BARRX is a new treatment option for Barrett’s Esophagus, a condition
that can often result from chronic heartburn or Gastroesophageal Reflux
Disease, commonly referred to as GERD. It is performed by St.Vincent
Salem Hospital Gastroenterologist, Jeffrey Morgan, MD in conjunction
with an upper endoscopy and does not require any incisions or surgery.
BARRX can minimize the risk of developing esophageal cancer if suffering
from Barrett’s Esophagus.
Reasons for the Exam
Barrett's esophagus is the
name given to describe abnormal tissue in the esophagus which can occur
as a result of gastro-esophageal reflux (GERD). These abnormal cells can
become cancerous. The procedure of ablating or removing cells can
prevent the tissue from developing into a cancer. The abnormal cells are
destroyed and new healthy cells replace them.
Upper Endoscopy is usually
performed on an outpatient basis. It is performed with the patient lying
on the left side. For the procedure you will swallow a thin, flexible,
lighted tub called an endoscope. The endoscope transmits an image of the
inside of the esophagus. The physician will view the esophagus with the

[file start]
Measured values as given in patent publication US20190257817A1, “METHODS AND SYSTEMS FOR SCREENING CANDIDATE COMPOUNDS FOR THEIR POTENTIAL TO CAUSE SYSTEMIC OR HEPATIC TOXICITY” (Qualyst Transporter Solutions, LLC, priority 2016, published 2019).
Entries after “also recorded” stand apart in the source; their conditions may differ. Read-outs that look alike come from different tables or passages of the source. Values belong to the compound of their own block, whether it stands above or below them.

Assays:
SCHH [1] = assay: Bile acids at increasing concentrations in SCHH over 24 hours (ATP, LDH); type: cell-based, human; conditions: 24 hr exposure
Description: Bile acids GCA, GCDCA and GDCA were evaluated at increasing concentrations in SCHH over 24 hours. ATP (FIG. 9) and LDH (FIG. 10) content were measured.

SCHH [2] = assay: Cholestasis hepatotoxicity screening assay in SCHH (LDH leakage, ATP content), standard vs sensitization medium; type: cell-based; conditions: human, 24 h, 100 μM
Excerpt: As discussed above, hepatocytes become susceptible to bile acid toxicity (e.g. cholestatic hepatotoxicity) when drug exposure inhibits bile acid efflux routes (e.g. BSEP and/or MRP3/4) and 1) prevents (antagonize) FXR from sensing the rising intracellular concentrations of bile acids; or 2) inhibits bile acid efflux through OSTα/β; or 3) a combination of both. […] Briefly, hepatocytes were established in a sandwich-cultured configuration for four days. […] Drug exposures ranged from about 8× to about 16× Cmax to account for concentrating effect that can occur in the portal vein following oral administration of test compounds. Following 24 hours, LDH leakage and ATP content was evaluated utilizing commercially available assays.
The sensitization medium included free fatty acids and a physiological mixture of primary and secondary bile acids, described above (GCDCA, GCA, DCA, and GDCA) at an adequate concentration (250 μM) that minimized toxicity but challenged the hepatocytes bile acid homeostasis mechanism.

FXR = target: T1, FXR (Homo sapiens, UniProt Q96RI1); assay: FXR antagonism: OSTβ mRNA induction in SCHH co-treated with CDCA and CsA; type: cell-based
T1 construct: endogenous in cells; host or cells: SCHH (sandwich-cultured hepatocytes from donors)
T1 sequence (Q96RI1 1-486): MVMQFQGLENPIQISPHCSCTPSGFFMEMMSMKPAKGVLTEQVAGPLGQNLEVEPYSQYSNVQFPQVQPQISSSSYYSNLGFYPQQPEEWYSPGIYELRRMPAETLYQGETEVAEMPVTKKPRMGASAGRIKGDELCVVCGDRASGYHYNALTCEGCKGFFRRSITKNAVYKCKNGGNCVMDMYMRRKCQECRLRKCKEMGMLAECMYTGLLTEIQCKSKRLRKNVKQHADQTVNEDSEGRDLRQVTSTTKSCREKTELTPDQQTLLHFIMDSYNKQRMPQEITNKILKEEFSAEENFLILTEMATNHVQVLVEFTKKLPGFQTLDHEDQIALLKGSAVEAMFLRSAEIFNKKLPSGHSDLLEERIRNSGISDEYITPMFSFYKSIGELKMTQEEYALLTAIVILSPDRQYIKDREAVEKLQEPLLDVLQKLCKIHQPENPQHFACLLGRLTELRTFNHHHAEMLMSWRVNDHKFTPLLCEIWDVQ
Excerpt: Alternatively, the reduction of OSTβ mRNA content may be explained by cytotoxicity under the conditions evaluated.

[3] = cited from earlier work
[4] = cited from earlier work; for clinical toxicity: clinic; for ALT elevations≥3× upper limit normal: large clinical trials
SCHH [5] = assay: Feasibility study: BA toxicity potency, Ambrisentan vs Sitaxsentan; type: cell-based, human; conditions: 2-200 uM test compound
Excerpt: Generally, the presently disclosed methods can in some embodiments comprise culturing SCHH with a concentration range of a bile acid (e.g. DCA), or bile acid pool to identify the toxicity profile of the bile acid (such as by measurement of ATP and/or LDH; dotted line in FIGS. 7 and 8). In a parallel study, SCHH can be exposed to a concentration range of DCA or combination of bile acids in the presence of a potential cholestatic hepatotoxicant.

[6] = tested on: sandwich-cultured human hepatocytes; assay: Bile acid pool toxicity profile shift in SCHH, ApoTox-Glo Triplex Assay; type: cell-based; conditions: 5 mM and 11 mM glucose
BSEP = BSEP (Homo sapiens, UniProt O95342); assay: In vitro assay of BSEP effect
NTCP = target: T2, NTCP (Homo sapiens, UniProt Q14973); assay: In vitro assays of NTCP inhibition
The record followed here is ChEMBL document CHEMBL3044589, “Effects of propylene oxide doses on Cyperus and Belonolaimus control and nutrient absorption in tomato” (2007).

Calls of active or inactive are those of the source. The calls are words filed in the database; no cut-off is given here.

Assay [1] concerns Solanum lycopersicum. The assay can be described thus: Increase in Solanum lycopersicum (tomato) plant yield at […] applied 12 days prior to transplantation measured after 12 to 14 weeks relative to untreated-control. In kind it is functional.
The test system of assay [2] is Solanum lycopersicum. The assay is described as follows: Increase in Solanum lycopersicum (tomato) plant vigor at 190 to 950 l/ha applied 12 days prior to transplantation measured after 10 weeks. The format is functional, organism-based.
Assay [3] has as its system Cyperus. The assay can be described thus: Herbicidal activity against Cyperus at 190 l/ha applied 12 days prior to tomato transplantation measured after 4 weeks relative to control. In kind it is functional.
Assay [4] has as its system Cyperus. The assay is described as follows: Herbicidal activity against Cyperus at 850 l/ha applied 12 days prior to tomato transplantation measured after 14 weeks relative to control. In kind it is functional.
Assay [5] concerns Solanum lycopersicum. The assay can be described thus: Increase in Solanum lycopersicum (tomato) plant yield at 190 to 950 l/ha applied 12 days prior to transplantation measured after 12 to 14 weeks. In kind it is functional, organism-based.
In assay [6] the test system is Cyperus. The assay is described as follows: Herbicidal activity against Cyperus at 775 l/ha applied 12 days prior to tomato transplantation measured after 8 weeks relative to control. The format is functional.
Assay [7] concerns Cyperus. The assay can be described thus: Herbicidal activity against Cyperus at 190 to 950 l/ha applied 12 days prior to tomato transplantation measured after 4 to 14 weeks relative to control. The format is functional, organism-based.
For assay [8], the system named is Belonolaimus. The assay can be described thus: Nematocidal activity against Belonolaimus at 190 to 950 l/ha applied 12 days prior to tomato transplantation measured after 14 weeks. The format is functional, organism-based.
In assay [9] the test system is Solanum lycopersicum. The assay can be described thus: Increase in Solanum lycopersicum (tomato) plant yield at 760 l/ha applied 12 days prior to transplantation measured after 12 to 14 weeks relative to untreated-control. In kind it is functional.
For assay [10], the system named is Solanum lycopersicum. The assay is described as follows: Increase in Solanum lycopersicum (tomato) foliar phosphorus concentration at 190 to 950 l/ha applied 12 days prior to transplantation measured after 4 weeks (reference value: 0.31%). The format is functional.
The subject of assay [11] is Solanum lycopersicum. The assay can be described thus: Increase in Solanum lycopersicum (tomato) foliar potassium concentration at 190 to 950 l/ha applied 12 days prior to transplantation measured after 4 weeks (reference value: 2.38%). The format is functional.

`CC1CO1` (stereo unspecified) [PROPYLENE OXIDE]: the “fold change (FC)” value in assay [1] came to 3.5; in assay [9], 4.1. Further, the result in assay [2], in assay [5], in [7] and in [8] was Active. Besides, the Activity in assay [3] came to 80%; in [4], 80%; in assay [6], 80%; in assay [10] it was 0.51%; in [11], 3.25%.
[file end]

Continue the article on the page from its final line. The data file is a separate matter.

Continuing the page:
endoscope and measure the area that requires treatment. The physician
will then insert a BARRX ablation catheter into the esophagus to deliver
energy to only the abnormal tissue.
This procedure can minimize or prevent abnormal cells from developing into a cancerous condition of the esophagus.
BARRX can minimize your risk of
developing esophageal cancer if you suffer from Barrett's Esophagus. It
is extremely important that you continue with your treatment for GERD on
a long term basis as advised by your physician to prevent further
damage to the lining of the esophagus.
TIF was developed to emulate more invasive surgical techniques, but
from within and completely without incisions and visible scars.
The EsophyX TIF device is completely incisionless and is performed
through the mouth, rather than through an abdominal incision. Typically,
the procedure lasts no more than 30-45 minutes and is performed under
general anesthesia. The procedure reconstructs the antireflux barrier
beween the stomach and the esophagus to restore the competency of the
gastroesophageal junction. Most patients can go home the next day and
return to work within a few days.
In clinical studies, 79% of patients undergoing TIF remained off
daily medications such as Nexium and Prilosec and 70% experienced a
total elimination of the heartburn at five years after incisionless
surgery. Patients undergoing the TIF reserve the possibility of future
surgical options and revisions if they have a relapse of symptoms.
For more information visit: www.curebarretts.com